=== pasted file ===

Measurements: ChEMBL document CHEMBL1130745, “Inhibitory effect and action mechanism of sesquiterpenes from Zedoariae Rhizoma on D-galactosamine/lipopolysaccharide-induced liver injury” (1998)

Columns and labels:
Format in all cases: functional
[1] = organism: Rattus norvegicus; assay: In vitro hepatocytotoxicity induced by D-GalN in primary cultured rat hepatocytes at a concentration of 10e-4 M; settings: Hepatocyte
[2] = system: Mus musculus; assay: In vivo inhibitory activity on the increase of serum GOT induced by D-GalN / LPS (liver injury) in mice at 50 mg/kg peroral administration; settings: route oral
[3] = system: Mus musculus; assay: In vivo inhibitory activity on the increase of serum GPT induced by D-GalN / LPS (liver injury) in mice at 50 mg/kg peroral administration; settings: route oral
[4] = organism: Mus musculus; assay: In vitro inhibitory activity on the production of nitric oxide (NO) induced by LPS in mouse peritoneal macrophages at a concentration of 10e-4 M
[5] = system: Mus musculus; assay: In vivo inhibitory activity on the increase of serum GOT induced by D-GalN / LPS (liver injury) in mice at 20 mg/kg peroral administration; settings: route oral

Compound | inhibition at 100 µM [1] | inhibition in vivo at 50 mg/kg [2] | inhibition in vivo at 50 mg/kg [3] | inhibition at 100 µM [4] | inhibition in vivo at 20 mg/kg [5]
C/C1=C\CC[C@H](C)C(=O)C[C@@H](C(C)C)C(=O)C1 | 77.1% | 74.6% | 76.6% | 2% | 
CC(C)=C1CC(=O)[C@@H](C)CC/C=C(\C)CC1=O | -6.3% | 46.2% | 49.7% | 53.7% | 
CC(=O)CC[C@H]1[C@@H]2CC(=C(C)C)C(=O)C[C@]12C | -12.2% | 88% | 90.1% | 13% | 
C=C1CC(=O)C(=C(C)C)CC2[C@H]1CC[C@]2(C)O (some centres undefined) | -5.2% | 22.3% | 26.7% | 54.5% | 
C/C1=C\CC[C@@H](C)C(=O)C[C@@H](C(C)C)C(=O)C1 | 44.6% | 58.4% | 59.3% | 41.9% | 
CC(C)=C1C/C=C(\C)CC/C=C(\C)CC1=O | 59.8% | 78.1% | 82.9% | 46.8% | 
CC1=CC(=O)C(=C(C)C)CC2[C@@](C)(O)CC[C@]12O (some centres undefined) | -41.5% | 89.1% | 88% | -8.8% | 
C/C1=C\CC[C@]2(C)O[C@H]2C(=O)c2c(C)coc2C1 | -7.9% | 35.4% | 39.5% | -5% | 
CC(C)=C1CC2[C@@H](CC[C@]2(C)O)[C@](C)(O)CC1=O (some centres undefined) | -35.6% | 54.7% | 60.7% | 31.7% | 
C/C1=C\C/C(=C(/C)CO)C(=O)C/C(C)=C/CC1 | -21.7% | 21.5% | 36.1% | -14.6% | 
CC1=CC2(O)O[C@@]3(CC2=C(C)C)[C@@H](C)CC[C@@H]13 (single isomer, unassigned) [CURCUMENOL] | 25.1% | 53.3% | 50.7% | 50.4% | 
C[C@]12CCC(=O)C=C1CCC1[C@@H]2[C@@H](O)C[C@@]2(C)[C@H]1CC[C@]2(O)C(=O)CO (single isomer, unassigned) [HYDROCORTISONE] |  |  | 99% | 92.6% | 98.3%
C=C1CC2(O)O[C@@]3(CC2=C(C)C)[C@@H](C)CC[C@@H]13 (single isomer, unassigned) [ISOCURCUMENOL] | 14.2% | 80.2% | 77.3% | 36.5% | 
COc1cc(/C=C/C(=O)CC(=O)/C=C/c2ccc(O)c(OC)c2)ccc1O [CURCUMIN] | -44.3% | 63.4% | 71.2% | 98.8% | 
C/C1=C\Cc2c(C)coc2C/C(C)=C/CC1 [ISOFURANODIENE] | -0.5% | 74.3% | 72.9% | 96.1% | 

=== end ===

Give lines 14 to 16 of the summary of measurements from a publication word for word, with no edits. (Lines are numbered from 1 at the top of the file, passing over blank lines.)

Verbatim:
C/C1=C\CC[C@@H](C)C(=O)C[C@@H](C(C)C)C(=O)C1 | 44.6% | 58.4% | 59.3% | 41.9% | 
CC(C)=C1C/C=C(\C)CC/C=C(\C)CC1=O | 59.8% | 78.1% | 82.9% | 46.8% | 
CC1=CC(=O)C(=C(C)C)CC2[C@@](C)(O)CC[C@]12O (some centres undefined) | -41.5% | 89.1% | 88% | -8.8% | 